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Olympic Officials Crack Down on Blood Doping
Doping and cheating have been a part of competitive sporting events, such as the Olympic Games, since its conception. For example in 1984, Madeline de Jesus was injured in the long-jump, so she got her identical twin sister, Margaret, to compete for her. Then, in 1988, Ben Johnson famously said, “A gold medal—that’s something no one can take away from you,” before being stripped of his medal for using performance enhancing drugs. The list of cheating goes on, from using carriages, to electronic devices in the Games. Of course now, most of the cheating is as a result of steroids, performance enhancing drugs and blood doping, but thanks to forensic toxicology, blood testing could be the answer to every sporting official’s prayers.
We all know that the use of performance enhancing drugs and doping have always been a big problem at sporting events like the Olympic Games. As doping becomes harder to detect and teams become more and more devious in their methods to cheat, Olympic officials must become more creative in how to keep the Games fair. Luckily, forensic toxicologists have found a new way to tackle previously undetectable types of doping. While scientists can easily test for steroids and other hormones with blood and urine tests, they have no direct way of detecting autologous transfusions. Autologous transfusions use an athlete’s own blood to increase red blood cell counts. These transfusions allow athletes to increase stamina before they compete.
Though blood doping was frowned upon by officials, it wasn’t illegal until 1985. In the 1970s and 80s authorities focused more on amphetamines and anabolic steroids. These two methods of doping were banned because the chemicals mimicked testosterone, allowing athletes to gain muscle faster. These methods have become easy to detect through urine and blood tests, allowing officials to spend more time on how to prevent blood doping.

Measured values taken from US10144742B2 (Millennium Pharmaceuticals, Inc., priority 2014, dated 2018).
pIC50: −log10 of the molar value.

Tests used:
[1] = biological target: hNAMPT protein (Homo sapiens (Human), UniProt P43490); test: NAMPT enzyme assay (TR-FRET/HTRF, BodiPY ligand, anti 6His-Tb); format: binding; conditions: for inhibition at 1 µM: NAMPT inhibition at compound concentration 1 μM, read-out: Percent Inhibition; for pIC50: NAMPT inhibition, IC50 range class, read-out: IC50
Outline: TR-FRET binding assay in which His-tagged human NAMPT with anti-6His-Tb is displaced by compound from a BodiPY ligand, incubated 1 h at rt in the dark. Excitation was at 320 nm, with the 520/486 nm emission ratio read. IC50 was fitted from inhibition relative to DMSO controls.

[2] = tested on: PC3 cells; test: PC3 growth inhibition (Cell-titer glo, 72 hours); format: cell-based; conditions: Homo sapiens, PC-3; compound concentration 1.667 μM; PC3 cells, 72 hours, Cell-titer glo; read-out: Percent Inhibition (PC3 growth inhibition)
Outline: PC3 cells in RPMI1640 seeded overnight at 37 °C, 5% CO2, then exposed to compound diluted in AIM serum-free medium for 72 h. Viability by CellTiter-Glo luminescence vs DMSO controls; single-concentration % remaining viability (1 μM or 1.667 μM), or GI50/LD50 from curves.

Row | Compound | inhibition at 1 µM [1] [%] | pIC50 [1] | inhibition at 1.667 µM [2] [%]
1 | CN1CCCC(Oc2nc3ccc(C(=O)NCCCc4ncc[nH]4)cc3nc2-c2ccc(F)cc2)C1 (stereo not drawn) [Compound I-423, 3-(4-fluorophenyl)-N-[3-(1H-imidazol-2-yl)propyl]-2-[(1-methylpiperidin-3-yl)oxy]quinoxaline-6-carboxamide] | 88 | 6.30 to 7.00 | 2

Here’s why blood doping is a problem: Athletes who receive an autologous transfusion, see up to a 25% increase in stamina. Red blood cells carry oxygen throughout the body. The more red blood cells, the more efficient an athlete becomes, especially with tests of endurance. Probably almost every swimmer, runner, cyclist and others have used blood transfusions to improve their performances. Though there are acceptable ways to increase red blood cell counts like training at high altitudes and in low oxygen tents, autologous transfusions allow athletes to time their red blood cell counts to spike right before competing.
There are trackable ways to blood dope, such as the use of the hormone erythropoietin and getting a transfusion from a fellow teammate, but using your own blood is often untraceable because most technologies are created to look for foreign substances in the body. Your own blood is not foreign. This is why forensic toxicologists from the World Anti-Doping Agency (WADA) have developed an “Athletic Biological Passport.” Using biomarkers, this “passport” tracks changes in an athlete’s body over time, rather than foreign substances in the body. Officials can begin to breathe easy now that forensic toxicologists can track spikes in red blood cell counts and see which athletes have played by the rules.